Montessori's theory identifies four levels of development that indicate what children are motivated to learn during each stage. During the foreground of development, children are absorbing the world. Montessori calls this the “absorbing mind”, which means that the child's brain has a sponge-like capacity to absorb from the environment everything necessary to develop an individual from his or her specific culture. Marked by feelings of self-concern and self-evaluation, the third plane of development is a sensitive period for critical thinking and the exploration of deeper moral and social values.
Maria Montessori described four stages of growth, also called the four planes of development. The four stages begin at birth and extend into adulthood; together they constitute a holistic view of the development process and include social, cognitive, moral and biological changes. The Montessori approach places a strong emphasis on culture during this stage. Children want to learn about their own cultures and those of others.
As a child transitions to this period, we can see that he is much more interested and able to understand complex concepts such as measures, equations, facts and theories. Montessori, a child now has the ability to participate in a much higher level of learning. Verbs such as investigating, imagining, creating, reasoning and calculating are part of a child's daily learning throughout this stage. It is now the child's goal to take all the information he acquired during the absorption phases and organize it in a way that makes sense in the natural world around him.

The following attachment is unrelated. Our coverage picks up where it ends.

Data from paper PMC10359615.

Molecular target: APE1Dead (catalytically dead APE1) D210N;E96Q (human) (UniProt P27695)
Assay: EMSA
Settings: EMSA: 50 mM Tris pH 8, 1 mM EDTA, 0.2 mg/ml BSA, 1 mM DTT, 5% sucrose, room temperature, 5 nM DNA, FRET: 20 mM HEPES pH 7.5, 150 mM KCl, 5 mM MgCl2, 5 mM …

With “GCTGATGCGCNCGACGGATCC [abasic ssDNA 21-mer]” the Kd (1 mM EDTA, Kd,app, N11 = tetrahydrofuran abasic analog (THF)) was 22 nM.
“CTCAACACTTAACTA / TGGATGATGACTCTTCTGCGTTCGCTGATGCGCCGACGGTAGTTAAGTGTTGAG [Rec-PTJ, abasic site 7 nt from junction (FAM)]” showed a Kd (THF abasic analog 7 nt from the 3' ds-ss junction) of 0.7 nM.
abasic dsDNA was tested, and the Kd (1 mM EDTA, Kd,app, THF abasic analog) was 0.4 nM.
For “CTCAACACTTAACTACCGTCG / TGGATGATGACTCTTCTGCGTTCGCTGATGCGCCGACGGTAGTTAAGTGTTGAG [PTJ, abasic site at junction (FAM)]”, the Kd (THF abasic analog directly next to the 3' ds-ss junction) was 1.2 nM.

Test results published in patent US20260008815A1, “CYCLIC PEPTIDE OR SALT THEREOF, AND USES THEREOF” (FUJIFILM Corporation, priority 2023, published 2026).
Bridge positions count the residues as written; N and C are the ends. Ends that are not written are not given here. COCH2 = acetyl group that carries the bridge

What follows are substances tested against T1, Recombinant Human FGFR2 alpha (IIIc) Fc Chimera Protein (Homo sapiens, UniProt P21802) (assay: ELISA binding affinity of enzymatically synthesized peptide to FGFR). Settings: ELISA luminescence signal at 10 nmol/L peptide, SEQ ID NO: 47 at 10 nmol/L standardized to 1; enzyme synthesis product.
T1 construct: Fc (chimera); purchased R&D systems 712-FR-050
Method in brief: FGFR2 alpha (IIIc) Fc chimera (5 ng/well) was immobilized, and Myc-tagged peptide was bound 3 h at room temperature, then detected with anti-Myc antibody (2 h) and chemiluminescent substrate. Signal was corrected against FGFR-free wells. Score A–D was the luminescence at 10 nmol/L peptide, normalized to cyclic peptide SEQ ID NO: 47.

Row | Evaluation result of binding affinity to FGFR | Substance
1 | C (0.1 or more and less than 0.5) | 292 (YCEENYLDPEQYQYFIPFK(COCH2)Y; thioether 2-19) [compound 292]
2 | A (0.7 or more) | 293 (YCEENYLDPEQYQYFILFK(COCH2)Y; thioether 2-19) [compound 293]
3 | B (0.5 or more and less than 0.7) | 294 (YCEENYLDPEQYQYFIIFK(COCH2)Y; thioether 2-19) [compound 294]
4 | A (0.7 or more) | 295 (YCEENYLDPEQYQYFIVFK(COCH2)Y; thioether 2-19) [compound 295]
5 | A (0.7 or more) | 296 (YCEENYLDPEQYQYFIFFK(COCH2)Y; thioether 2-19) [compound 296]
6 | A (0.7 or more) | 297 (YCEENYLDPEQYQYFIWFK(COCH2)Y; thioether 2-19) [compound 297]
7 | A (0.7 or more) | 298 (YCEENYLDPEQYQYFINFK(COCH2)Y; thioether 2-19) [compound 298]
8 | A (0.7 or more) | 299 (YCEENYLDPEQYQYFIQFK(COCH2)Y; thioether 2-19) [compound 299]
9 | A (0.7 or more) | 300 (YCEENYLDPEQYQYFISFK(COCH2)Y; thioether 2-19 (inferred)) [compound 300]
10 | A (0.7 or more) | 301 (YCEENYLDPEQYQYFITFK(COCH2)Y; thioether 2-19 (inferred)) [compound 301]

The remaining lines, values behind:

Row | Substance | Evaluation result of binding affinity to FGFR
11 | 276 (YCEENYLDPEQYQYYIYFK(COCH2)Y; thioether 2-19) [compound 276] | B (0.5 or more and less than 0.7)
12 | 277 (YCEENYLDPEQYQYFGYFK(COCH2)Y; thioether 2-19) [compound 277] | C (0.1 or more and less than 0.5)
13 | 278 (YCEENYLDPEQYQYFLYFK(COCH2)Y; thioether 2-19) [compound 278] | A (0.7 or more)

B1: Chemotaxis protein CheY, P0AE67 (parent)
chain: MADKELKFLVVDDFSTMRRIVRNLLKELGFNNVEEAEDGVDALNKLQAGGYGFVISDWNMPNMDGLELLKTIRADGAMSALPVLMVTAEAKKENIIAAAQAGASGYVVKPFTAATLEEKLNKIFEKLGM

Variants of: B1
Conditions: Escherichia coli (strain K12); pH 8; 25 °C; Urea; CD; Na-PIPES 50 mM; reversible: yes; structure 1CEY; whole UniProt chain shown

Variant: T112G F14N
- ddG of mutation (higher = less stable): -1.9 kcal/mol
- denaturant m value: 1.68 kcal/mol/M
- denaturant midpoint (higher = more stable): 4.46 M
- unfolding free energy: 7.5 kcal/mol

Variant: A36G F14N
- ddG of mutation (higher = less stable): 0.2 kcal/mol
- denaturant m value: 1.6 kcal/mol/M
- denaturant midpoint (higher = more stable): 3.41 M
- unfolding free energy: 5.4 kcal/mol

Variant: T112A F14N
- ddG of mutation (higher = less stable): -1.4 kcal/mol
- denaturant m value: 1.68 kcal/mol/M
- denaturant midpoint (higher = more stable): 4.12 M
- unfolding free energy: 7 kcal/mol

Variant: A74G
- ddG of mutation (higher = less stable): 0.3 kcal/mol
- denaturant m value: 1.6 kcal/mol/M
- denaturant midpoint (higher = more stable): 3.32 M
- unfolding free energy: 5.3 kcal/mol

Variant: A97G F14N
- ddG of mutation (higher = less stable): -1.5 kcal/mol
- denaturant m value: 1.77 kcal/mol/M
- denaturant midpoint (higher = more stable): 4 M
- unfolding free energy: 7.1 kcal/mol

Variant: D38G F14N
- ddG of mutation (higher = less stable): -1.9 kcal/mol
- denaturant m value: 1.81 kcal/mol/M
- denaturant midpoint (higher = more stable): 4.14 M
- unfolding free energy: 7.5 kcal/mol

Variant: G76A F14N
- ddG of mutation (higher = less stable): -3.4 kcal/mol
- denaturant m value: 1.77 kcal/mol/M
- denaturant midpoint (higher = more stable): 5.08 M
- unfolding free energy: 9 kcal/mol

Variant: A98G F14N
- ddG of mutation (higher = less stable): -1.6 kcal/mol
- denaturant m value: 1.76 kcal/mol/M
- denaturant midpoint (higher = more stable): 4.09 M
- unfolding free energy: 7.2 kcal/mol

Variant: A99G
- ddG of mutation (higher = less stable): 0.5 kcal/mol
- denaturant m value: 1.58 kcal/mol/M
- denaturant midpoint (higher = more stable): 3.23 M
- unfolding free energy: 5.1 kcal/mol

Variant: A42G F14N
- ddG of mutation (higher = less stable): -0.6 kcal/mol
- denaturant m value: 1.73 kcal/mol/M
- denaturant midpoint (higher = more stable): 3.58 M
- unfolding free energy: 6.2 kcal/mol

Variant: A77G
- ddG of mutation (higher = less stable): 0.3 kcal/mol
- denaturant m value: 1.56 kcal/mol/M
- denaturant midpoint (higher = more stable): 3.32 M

Most of us are familiar with the Montessori method as it applies to preschoolers or grammar schools, but Dr. Enrolling your child in a Montessori program such as the ones at Fishtown Montessori is the best way to ensure that each stage of development and all sensitive periods of it is benefit. Regardless of what stage of development a child is experiencing, the Montessori Method ensures consistent principles at all times.